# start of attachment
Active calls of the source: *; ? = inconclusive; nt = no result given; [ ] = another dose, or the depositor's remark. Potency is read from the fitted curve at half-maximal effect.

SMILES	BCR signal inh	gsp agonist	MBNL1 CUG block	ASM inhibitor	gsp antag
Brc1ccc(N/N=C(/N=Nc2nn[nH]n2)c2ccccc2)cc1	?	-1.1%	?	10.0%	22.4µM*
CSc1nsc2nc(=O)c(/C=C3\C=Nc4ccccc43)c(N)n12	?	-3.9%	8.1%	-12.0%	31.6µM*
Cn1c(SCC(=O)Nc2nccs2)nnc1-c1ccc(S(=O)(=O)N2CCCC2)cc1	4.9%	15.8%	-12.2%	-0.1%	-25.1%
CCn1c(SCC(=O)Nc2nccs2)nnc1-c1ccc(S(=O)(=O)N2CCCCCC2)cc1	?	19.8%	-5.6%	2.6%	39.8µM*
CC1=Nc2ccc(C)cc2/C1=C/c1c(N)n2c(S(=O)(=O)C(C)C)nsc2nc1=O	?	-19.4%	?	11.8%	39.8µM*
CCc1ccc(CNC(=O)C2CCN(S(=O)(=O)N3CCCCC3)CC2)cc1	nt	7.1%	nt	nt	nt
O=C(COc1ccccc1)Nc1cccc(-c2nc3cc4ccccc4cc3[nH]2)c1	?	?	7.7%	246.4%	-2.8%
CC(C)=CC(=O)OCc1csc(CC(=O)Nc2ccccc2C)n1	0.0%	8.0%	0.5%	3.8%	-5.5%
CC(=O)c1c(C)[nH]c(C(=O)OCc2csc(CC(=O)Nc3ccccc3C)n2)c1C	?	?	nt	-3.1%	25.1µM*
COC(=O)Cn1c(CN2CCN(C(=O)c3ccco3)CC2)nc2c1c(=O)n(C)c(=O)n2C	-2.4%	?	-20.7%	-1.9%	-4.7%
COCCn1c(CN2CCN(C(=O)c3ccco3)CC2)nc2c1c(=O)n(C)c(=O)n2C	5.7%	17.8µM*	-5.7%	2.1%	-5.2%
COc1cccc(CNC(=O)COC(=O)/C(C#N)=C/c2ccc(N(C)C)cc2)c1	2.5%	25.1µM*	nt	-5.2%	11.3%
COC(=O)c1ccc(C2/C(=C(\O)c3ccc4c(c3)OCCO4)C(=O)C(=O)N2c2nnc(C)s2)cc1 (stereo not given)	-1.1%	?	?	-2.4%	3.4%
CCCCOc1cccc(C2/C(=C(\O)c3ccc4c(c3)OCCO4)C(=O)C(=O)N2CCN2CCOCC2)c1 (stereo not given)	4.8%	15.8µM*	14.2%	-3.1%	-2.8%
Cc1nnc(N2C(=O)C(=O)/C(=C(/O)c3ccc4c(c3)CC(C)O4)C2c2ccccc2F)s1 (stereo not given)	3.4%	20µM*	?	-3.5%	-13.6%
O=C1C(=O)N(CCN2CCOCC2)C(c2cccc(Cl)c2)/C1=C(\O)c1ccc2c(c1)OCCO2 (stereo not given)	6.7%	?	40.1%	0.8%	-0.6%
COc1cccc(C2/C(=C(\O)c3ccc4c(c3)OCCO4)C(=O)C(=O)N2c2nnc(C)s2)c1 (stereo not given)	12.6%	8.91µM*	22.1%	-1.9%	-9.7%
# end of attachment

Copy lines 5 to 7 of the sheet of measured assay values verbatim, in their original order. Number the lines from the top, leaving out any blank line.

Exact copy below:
Cn1c(SCC(=O)Nc2nccs2)nnc1-c1ccc(S(=O)(=O)N2CCCC2)cc1	4.9%	15.8%	-12.2%	-0.1%	-25.1%
CCn1c(SCC(=O)Nc2nccs2)nnc1-c1ccc(S(=O)(=O)N2CCCCCC2)cc1	?	19.8%	-5.6%	2.6%	39.8µM*
CC1=Nc2ccc(C)cc2/C1=C/c1c(N)n2c(S(=O)(=O)C(C)C)nsc2nc1=O	?	-19.4%	?	11.8%	39.8µM*